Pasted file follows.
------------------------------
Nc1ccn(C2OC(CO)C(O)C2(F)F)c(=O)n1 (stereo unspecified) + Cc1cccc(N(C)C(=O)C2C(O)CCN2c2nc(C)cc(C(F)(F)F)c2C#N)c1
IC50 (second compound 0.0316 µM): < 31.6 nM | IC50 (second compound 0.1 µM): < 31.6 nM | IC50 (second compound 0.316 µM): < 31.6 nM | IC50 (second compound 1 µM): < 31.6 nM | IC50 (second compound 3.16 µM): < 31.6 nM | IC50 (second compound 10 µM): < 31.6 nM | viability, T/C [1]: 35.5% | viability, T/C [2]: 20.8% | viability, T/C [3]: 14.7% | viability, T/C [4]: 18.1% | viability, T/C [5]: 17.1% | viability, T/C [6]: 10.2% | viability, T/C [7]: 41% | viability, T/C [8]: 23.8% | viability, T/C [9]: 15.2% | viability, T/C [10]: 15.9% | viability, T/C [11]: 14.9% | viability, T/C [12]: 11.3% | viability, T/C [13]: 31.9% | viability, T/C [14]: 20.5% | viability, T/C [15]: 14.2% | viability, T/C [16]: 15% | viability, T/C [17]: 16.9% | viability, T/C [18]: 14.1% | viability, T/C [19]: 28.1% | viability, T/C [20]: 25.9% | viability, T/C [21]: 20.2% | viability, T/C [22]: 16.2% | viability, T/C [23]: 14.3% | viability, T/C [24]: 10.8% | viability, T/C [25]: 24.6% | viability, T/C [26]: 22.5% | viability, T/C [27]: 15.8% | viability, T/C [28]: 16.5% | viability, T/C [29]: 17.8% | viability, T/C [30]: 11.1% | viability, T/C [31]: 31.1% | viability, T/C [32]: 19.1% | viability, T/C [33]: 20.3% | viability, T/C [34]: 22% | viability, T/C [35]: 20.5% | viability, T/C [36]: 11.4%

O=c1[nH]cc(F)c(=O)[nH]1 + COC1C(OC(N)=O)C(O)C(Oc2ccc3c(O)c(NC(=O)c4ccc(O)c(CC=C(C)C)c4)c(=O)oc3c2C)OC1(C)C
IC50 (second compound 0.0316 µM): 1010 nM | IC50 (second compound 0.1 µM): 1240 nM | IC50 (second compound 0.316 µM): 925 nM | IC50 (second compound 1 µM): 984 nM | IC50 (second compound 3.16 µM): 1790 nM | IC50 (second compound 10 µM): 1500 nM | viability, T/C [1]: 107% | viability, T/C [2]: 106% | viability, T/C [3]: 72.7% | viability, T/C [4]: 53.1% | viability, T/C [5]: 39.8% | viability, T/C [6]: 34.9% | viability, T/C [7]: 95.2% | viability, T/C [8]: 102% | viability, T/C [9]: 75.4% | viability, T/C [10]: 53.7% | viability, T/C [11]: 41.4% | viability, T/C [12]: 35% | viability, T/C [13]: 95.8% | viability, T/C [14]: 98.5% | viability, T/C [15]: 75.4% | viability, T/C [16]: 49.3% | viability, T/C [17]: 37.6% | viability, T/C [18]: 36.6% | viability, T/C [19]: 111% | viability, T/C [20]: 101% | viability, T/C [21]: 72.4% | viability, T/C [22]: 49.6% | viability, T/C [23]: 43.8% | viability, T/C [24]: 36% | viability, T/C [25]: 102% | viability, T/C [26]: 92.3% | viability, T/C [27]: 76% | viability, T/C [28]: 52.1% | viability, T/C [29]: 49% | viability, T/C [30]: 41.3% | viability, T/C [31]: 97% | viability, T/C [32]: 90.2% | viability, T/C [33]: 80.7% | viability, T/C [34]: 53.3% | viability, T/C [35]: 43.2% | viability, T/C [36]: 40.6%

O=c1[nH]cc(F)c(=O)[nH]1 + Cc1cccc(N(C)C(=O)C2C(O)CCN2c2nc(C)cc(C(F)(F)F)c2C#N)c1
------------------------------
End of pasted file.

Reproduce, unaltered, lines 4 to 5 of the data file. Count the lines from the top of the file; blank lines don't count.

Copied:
IC50 (second compound 0.0316 µM): 1010 nM | IC50 (second compound 0.1 µM): 1240 nM | IC50 (second compound 0.316 µM): 925 nM | IC50 (second compound 1 µM): 984 nM | IC50 (second compound 3.16 µM): 1790 nM | IC50 (second compound 10 µM): 1500 nM | viability, T/C [1]: 107% | viability, T/C [2]: 106% | viability, T/C [3]: 72.7% | viability, T/C [4]: 53.1% | viability, T/C [5]: 39.8% | viability, T/C [6]: 34.9% | viability, T/C [7]: 95.2% | viability, T/C [8]: 102% | viability, T/C [9]: 75.4% | viability, T/C [10]: 53.7% | viability, T/C [11]: 41.4% | viability, T/C [12]: 35% | viability, T/C [13]: 95.8% | viability, T/C [14]: 98.5% | viability, T/C [15]: 75.4% | viability, T/C [16]: 49.3% | viability, T/C [17]: 37.6% | viability, T/C [18]: 36.6% | viability, T/C [19]: 111% | viability, T/C [20]: 101% | viability, T/C [21]: 72.4% | viability, T/C [22]: 49.6% | viability, T/C [23]: 43.8% | viability, T/C [24]: 36% | viability, T/C [25]: 102% | viability, T/C [26]: 92.3% | viability, T/C [27]: 76% | viability, T/C [28]: 52.1% | viability, T/C [29]: 49% | viability, T/C [30]: 41.3% | viability, T/C [31]: 97% | viability, T/C [32]: 90.2% | viability, T/C [33]: 80.7% | viability, T/C [34]: 53.3% | viability, T/C [35]: 43.2% | viability, T/C [36]: 40.6%

O=c1[nH]cc(F)c(=O)[nH]1 + Cc1cccc(N(C)C(=O)C2C(O)CCN2c2nc(C)cc(C(F)(F)F)c2C#N)c1